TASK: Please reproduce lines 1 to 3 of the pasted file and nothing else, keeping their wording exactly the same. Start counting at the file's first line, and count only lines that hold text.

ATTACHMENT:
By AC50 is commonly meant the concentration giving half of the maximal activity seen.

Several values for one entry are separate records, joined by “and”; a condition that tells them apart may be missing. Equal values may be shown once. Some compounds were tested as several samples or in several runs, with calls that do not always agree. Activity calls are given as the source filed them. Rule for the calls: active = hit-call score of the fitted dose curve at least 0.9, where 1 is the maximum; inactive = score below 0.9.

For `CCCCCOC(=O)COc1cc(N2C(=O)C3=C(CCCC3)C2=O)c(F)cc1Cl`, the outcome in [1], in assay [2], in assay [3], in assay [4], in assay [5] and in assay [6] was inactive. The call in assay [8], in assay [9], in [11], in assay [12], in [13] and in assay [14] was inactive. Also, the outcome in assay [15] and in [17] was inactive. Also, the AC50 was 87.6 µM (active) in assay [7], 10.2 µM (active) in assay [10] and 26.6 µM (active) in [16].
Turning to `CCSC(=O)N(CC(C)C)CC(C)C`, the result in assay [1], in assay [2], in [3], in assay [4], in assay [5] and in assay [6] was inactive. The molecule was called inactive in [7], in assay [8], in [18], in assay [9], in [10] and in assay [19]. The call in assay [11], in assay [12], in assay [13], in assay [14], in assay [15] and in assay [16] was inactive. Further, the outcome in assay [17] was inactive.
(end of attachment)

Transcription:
By AC50 is commonly meant the concentration giving half of the maximal activity seen.

Several values for one entry are separate records, joined by “and”; a condition that tells them apart may be missing. Equal values may be shown once. Some compounds were tested as several samples or in several runs, with calls that do not always agree. Activity calls are given as the source filed them. Rule for the calls: active = hit-call score of the fitted dose curve at least 0.9, where 1 is the maximum; inactive = score below 0.9.

For `CCCCCOC(=O)COc1cc(N2C(=O)C3=C(CCCC3)C2=O)c(F)cc1Cl`, the outcome in [1], in assay [2], in assay [3], in assay [4], in assay [5] and in assay [6] was inactive. The call in assay [8], in assay [9], in [11], in assay [12], in [13] and in assay [14] was inactive. Also, the outcome in assay [15] and in [17] was inactive. Also, the AC50 was 87.6 µM (active) in assay [7], 10.2 µM (active) in assay [10] and 26.6 µM (active) in [16].